What a lovely evening; consistent but very varied poetry, all to a really high standard, and very individual. All as worthy of publication as the big names, in my opinion. But what touched me most was the number of people who made a point of coming to me to say how much, or why, they had enjoyed my pieces. Yes, I had been open in explaining the origin of some of my work in being transsexual. I’d rather people heard the words than spent time trying to work out my gender, and it is the heartbeat of much of what I write, even when it isn’t explicit. So to learn that I had evoked deep feelings of childbirth in a mum of two, felt almost an honour. There’s something quite moving about your words reaching some deep place in another, not because you’ve thrust your words on them, but because someone has just received them and taken them in, where they have resonated. That’s much more of a meeting than a handshake and hello.

Writing for me is an imperative, even though I do it all day as a job too. Cooking with onions was a line in my head ten days ago, when I woke up one morning, and evolved in my mind on the journey to work, where I captured enough on paper to remind me later, and the allusions multiplied. That’s how it is, and somehow it really works.

Here are the poems I read, in case you were there and want to read them again, or missed them:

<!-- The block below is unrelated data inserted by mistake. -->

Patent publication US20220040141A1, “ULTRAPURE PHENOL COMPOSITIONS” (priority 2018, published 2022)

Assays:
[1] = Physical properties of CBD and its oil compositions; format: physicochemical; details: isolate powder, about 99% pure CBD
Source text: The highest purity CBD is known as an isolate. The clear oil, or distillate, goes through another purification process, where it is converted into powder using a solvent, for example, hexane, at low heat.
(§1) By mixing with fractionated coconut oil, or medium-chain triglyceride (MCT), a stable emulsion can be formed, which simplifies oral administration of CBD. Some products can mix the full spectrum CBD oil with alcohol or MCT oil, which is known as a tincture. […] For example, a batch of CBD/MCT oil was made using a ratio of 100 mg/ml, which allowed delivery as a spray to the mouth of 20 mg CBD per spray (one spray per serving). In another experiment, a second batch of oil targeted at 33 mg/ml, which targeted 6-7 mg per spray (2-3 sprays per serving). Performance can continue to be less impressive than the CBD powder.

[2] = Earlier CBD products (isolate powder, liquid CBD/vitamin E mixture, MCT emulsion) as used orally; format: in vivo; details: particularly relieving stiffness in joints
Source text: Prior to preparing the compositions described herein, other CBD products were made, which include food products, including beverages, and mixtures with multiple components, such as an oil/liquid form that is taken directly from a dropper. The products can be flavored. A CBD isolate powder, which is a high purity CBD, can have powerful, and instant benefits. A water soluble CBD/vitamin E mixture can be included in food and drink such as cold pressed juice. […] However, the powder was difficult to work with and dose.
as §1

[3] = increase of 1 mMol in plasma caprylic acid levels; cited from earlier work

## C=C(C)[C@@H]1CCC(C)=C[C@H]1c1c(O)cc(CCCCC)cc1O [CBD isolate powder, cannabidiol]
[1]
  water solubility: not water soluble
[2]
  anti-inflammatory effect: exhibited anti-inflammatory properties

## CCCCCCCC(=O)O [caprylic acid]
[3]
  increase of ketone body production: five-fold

I hope you like them.

Grrl Alex

  • Posted on January 25, 2012 at 2:04 pm

I consider Brighton a kind place. I go anywhere I like and have had very few negative experiences as a transgender woman. I don’t pride myself in ‘passing’, but I do try without going over the top. I don’t call it a disguise, though I appreciate to some that it is hiding male traits. I call it revealing what I should be: it’s just how I feel about myself from the inside. If someone looks twice at mean and thinks: ‘OK, I think there’s a man under there’ I don’t really care. That’s just how they have learned to think, and it really isn’t as simple as that.

A few months back I met Alex Drummond, a unique trans writer among other things (I really admire her joinery skills). He was over from Wales for a conference, and I wanted to talk about publishing, so we met up at the lunch break and migrated to a café. Sometime into our lunch and conversation, one of the waiters calls over, across the floor: ‘Love the hair!’ I’m not used to flattery, so I turned round. ‘Thanks!’ replies Alex. Huh! Either I was passing very well, or really not at all. Alex, resplendent in black jumper, cross-checked skirt, black tights and rather nice boots, bedecked with beads (hmmm: we actually have the same bead bracelet …) is certainly distinguished by the long brunette hair.

And beard.

So what can it mean to be transgender? I thought I didn’t know, then I thought I did, then I met Alex. Stylish, individual, assertively ‘out’, he just doesn’t need to try in order to be himself. Even if I do hesitate every time I use a pronoun. But what I really respect about Alex is that he is authentic, if different, and unafraid to be an example – and has really done the homework including an transgender-themed MSc. I found that really useful, because alongside her autobiographical account of self-discovery (which I found both funny and very close to home), it helped me understand what my ‘normal’ could be.

Grrl Alex book coverI was really pleased finally to be able to publish the revised edition of Grrl Alex: A journey to a transgender identity in January 2012, including a Kindle edition – not least because I think the unconventional message has a lot to say to all of us transgender people, and to those we know and love.